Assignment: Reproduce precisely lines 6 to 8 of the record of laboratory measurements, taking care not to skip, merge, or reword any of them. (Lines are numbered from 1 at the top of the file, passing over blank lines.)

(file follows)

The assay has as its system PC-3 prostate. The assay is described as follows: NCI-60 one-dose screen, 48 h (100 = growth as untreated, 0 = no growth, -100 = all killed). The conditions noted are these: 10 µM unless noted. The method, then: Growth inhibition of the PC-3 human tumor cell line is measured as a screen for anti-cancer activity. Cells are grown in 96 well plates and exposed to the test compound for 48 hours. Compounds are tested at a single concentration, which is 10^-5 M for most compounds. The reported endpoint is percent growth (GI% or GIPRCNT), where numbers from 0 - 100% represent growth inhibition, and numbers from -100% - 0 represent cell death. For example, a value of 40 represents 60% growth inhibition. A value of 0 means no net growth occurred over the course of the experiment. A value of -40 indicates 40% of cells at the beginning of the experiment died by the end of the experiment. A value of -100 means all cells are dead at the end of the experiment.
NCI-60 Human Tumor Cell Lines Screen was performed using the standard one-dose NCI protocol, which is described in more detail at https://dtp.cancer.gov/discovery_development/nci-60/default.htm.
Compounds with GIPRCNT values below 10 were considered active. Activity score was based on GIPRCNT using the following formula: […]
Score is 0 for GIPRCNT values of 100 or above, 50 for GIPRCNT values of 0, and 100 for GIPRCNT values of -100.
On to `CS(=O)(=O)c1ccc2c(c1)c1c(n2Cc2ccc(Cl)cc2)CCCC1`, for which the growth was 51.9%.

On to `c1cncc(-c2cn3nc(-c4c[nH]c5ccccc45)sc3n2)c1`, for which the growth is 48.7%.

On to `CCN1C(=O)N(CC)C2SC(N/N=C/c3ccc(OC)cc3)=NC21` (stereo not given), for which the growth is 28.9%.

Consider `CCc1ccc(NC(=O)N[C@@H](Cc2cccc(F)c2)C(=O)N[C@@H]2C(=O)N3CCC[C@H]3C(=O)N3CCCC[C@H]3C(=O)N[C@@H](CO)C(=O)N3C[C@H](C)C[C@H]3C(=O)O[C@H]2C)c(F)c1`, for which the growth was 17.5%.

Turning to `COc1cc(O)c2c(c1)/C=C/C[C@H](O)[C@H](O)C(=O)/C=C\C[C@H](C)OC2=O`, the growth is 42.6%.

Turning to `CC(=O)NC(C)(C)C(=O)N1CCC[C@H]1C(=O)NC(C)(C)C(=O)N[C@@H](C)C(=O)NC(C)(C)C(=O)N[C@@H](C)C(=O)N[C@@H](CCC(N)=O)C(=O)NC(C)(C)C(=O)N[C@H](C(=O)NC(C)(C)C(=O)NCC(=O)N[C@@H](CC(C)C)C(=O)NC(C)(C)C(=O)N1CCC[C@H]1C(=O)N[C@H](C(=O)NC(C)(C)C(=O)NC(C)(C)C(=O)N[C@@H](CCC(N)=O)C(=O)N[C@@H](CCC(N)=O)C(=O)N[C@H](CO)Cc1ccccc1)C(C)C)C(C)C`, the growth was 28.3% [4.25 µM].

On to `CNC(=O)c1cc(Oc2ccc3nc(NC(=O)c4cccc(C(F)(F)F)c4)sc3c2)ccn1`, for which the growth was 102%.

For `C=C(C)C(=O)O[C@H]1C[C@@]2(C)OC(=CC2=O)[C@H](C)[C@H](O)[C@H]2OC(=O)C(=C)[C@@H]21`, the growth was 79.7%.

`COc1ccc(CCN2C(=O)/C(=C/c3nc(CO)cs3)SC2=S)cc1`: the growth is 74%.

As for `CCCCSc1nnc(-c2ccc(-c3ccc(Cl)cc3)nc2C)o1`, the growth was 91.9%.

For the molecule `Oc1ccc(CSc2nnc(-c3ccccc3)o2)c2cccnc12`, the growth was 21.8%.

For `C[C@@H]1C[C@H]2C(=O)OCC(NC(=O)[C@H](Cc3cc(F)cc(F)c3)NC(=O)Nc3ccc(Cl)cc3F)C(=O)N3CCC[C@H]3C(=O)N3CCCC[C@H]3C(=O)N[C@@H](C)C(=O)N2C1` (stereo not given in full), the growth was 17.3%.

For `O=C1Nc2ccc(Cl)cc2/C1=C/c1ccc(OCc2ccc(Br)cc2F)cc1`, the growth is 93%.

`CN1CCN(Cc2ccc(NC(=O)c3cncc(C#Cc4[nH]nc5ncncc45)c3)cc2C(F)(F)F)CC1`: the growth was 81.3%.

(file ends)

On to `c1cncc(-c2cn3nc(-c4c[nH]c5ccccc45)sc3n2)c1`, for which the growth is 48.7%.

On to `CCN1C(=O)N(CC)C2SC(N/N=C/c3ccc(OC)cc3)=NC21` (stereo not given), for which the growth is 28.9%.

Consider `CCc1ccc(NC(=O)N[C@@H](Cc2cccc(F)c2)C(=O)N[C@@H]2C(=O)N3CCC[C@H]3C(=O)N3CCCC[C@H]3C(=O)N[C@@H](CO)C(=O)N3C[C@H](C)C[C@H]3C(=O)O[C@H]2C)c(F)c1`, for which the growth was 17.5%.